The precision of decimal calculation with double and float in Java is not accurate

The precision of decimal calculation with double and float in Java is not accurate

In most cases, using double and float to calculate the result is accurate, but in some systems with high accuracy requirements or known decimal calculation results will not be accurate, this problem is very serious.

《Effective Java “refers to a principle, that is, float and double can only be used for scientific calculation or engineering calculation, but we should use them in commercial calculation java.math.BigDecimal By using the BigDecimal class, we can solve the above problems. The designer of Java provides a very useful class BigDecimal for programmers, which can improve the problem that the float and double classes can’t calculate accurately I’m sorry.

The example code is as follows:

package ex;

import java.math.*;

public class BigDecimalDemo {
    public static void main(String[] args){
        System.out.println(ArithUtil.add(0.01, 0.05));
        System.out.println(ArithUtil.sub(1.0, 0.42));
        System.out.println(ArithUtil.mul(4.015, 100));
        System.out.println(ArithUtil.div(123.3, 100));
    }
}

class ArithUtil{
    private static final int DEF_DIV_SCALE=10;

    private ArithUtil(){}
    //+
    public static double add(double d1,double d2){
        BigDecimal b1=new BigDecimal(Double.toString(d1));
        BigDecimal b2=new BigDecimal(Double.toString(d2));
        return b1.add(b2).doubleValue();

    }
    //-
    public static double sub(double d1,double d2){
        BigDecimal b1=new BigDecimal(Double.toString(d1));
        BigDecimal b2=new BigDecimal(Double.toString(d2));
        return b1.subtract(b2).doubleValue();

    }
    //*
    public static double mul(double d1,double d2){
        BigDecimal b1=new BigDecimal(Double.toString(d1));
        BigDecimal b2=new BigDecimal(Double.toString(d2));
        return b1.multiply(b2).doubleValue();

    }
    // /
    public static double div(double d1,double d2){

        return div(d1,d2,DEF_DIV_SCALE);

    }

    public static double div(double d1,double d2,int scale){
        if(scale<0){
            throw new IllegalArgumentException("The scale must be a positive integer or zero");
        }
        BigDecimal b1=new BigDecimal(Double.toString(d1));
        BigDecimal b2=new BigDecimal(Double.toString(d2));
        return b1.divide(b2,scale,BigDecimal.ROUND_HALF_UP).doubleValue();

    }

}

Now let’s analyze in detail why floating-point operations cause precision loss?

1. Binary representation of decimals

 First we need to clarify the following two issues.

     (1) How to convert decimal integers to binary numbers

           The algorithm is simple. As an example, 11 is expressed as a binary number.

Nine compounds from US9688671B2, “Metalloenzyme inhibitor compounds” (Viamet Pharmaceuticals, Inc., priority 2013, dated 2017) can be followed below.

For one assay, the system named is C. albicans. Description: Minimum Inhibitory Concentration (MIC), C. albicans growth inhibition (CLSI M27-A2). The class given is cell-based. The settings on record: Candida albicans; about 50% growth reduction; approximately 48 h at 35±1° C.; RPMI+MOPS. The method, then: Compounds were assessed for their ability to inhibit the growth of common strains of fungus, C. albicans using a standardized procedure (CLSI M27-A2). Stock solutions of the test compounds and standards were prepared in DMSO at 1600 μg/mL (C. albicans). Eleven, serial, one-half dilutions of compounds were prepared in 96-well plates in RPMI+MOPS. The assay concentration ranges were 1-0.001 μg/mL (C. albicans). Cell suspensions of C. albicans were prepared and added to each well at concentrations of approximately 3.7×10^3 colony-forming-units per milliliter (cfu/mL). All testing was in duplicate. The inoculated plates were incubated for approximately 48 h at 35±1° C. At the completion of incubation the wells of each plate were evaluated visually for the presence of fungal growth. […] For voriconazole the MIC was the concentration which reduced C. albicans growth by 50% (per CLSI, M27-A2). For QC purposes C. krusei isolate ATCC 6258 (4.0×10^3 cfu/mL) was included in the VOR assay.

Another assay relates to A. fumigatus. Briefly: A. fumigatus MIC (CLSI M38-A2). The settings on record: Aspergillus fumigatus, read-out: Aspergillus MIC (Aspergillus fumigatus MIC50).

11/2=5 remainder 1

                       5/2=2 remainder 1

                       2/2=1 remainder 0

                       1/2=0 remainder 1

                          End of 0 11 is represented in binary as (from bottom to top):1011

          In other words, will the algorithm for converting all integers into binary numbers go on indefinitely? Absolutely not, integers can always be represented exactly in binary, but not decimals.

      (2) How decimal decimals are converted into binary numbers

           The algorithm is to multiply by 2 until there are no more decimals. As an example, 0.9 is expressed as a binary number

                     0.9*2=1.8 Take the integer part 1

                     0.8(fractional part of 1.8)*2=1.6 Take the integer part 1

                     0.6*2=1.2 Take the integer part 1

                     0.2*2=0.4 Take the integer part 0

                     0.4*2=0.8 Take integer part 0

                     0.8*2=1.6 Take integer part 1

                     0.6*2=1.2 Take integer part 0

                              .........      0.9 Binary representation (from top to bottom): 1100100100100 ......

           Note: The above calculation process is circular, which means that *2 can never eliminate the fractional part, so that the algorithm will go on indefinitely. Obviously, the binary representation of decimals is sometimes impossible to be exact. The reason is simple: can 1/3 be represented accurately in the decimal system? This explains the loss of precision in floating-point subtraction, where "subtraction is incomplete". 

.
2. Storage of float type in memory

It is well known that Java's float type takes up 4 bytes in memory. float's 32 binary bits are structured as follows



float memory storage structure

             4bytes 31 30 29 ----23 22 ----0         

                        Indicates real sign bit Exponential sign bit Exponential bit Valid number of bits

        Where the sign bit 1 means positive and 0 means negative. The valid bits are 24 bits, one of which is the real sign bit.

         The steps to convert a float type to memory storage format are

        (1) First convert the absolute value of this real number into binary format, noting that the binary methods for the integer and decimal parts of the real number have been discussed above. 
     (2) Shift the decimal point of this binary format real number left or right by n bits until the decimal point moves to the right of the first significant digit. 
     (3) Count out twenty-three digits from the first digit to the right of the decimal point into the 22nd to the 0th digit. 
     (4) If the real number is positive, put a "0" in the 31st place, otherwise put a "1".